The Art of Listening: How Simple Questions Lead to Deep Insights | Emmaus Homes

The Art of Listening: How Simple Questions Can Lead To Deep Insights

May 21, 2024 | Blog by Stacy Spradling, Chief Human Resource Officer

Illustration of two people having a conversation in an office setting, with one sitting on a chair and the other sitting on a desk.At Emmaus, we believe communication and transparency are solid foundations for team member engagement. We are always looking for new ways to engage employees in conversations to help us see and experience the organization through their eyes. To stay in touch with our team members, we publish a weekly newsletter, conduct surveys, hold focus groups, and have open-door practices. However, these traditional communication and feedback strategies only sometimes generate meaningful dialogue or new ideas.

As Chief Human Resource Officer, I often dream of developing questions and creating space for listening, hoping to generate meaningful interactions with our team members. I want interactions that spur team members’ creativity, promote critical thinking, and allow them to release ideas into the work environment.

I want to ask them questions, give them time to reflect, and then explore their answers with them. Sounds too good to be true, right?

We are all bound by time and schedules. I often joke that my calendar is hostile toward me and others. I know how fear, lack of resources, or not knowing where to start can stifle good ideas. Start small. Ask one question to one employee once. Ask one question to 10 employees once a month. Just start.

Consider the following questions.

Question: Do you think your supervisor knows your favorite ice cream flavor? Why or why not?

While the answer to the question is either a yes or a no, the good stuff is in the why. Imagine all the probing questions you could ask to dig deeper with an employee once they answer the why. If an employee says, “Yes, because my supervisor and I are friends.” Probing about how the friendship started or how it makes work more challenging or easier may give insight into the supervisor’s leadership style. You may or may not like what you hear, but you are having a meaningful conversation.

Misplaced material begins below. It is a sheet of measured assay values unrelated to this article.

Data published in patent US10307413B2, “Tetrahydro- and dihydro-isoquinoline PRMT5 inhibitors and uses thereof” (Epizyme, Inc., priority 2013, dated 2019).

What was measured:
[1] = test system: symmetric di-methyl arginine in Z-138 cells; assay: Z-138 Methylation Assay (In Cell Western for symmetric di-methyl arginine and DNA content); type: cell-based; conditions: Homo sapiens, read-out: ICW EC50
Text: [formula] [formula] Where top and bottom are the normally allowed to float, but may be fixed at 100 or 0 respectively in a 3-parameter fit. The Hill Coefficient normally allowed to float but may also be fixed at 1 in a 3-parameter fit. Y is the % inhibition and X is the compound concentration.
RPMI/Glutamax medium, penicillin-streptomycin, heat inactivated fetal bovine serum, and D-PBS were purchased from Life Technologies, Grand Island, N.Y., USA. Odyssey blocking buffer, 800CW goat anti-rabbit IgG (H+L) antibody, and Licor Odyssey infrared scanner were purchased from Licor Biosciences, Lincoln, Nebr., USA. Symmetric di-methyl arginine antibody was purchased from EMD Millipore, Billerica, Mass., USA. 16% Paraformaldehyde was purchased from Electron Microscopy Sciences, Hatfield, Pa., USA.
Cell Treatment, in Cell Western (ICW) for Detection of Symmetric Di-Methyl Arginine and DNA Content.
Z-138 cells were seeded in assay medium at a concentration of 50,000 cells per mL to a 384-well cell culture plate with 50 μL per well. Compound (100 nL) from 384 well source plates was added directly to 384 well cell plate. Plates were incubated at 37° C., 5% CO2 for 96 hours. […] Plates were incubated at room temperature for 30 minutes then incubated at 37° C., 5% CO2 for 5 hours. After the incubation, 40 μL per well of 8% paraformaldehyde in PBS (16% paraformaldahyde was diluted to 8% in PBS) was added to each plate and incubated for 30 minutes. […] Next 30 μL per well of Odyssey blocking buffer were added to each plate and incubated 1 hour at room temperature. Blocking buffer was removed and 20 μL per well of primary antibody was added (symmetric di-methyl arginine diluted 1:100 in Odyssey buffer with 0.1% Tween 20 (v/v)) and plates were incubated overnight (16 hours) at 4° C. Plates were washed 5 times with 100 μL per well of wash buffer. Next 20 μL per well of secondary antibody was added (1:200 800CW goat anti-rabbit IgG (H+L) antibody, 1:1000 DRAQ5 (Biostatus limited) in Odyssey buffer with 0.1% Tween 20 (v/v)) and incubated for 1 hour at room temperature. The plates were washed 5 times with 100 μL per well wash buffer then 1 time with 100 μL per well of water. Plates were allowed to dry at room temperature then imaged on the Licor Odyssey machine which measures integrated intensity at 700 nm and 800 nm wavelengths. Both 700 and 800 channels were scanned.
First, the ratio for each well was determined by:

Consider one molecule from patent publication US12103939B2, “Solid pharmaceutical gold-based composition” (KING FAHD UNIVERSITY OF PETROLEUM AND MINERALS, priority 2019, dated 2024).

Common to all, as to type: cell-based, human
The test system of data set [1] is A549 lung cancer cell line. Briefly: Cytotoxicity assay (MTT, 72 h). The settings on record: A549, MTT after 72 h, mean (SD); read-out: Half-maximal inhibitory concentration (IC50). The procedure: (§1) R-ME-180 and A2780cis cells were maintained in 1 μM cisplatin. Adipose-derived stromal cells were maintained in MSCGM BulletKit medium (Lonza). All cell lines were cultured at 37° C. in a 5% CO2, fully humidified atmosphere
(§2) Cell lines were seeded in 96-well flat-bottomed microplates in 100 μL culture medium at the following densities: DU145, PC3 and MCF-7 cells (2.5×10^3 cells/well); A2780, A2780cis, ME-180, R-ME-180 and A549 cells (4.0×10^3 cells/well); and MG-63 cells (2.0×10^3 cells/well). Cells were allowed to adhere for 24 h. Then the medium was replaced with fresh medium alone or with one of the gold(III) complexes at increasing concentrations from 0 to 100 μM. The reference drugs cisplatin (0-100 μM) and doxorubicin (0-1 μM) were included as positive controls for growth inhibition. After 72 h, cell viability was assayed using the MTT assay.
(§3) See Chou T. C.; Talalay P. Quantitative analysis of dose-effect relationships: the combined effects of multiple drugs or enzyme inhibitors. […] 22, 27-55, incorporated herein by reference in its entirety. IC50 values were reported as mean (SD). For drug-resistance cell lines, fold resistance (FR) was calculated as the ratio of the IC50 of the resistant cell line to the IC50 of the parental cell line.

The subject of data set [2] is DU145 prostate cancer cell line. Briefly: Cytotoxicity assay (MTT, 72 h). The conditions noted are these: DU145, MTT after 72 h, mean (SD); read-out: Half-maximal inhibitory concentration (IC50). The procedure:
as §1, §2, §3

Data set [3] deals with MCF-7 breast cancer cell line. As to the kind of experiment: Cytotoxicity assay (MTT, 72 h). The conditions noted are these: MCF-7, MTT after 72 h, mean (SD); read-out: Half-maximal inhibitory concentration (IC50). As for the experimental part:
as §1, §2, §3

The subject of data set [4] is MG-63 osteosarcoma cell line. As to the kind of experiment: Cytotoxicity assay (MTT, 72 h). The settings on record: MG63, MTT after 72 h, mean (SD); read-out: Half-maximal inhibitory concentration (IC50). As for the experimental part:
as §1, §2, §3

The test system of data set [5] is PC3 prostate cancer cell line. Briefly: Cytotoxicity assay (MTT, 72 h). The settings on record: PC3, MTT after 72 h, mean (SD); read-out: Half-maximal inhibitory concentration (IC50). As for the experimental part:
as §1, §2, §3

Question. How do our policies make it hard for you to do your job well?

The answer to this question provides endless opportunities for more questions. Imagine using this information to zero in on policies that are no longer relevant, create hurdles, or were created in a vacuum. Each year, most HR departments conduct a cursory policy review. However, do we ask those being impacted by the policy about the unintended consequences and job impacts, or are we checking a box to have policies with a current review date reflected in the header?

Questions: Do you improvise on the job? What do you do? Would deviating from a specific procedure make it easier for you to do your job?

Not every team member will be compelled to answer these questions. For some, improvising never crosses their minds. However, your organization’s natural problem solvers will not only love sharing their ideas, but their ideas will likely result in positive changes that impact employees and productivity.

If this sparks your curiosity, great. I have achieved my objective to inspire creativity and encourage you to think beyond a survey. If you hate these questions, ask yourself why. Maybe they are not right for your company culture, or they don’t make sense for your industry. The questions nor their answers hold any power. The power comes when we create opportunities for conversation with the true intent to learn and grow. What questions do you dream of asking? Here are a few more to kindle your thoughts.

• How does your supervisor respond when you try something new and fail?
• If you had a sudden need to leave work for an emergency, would you feel guilty about leaving? Why or why not?
• How do you know if you are in trouble at work?
• Why does the organization you work for exist?
• Is there any role within the organization that, no matter how much the salary, you would not want? Why?

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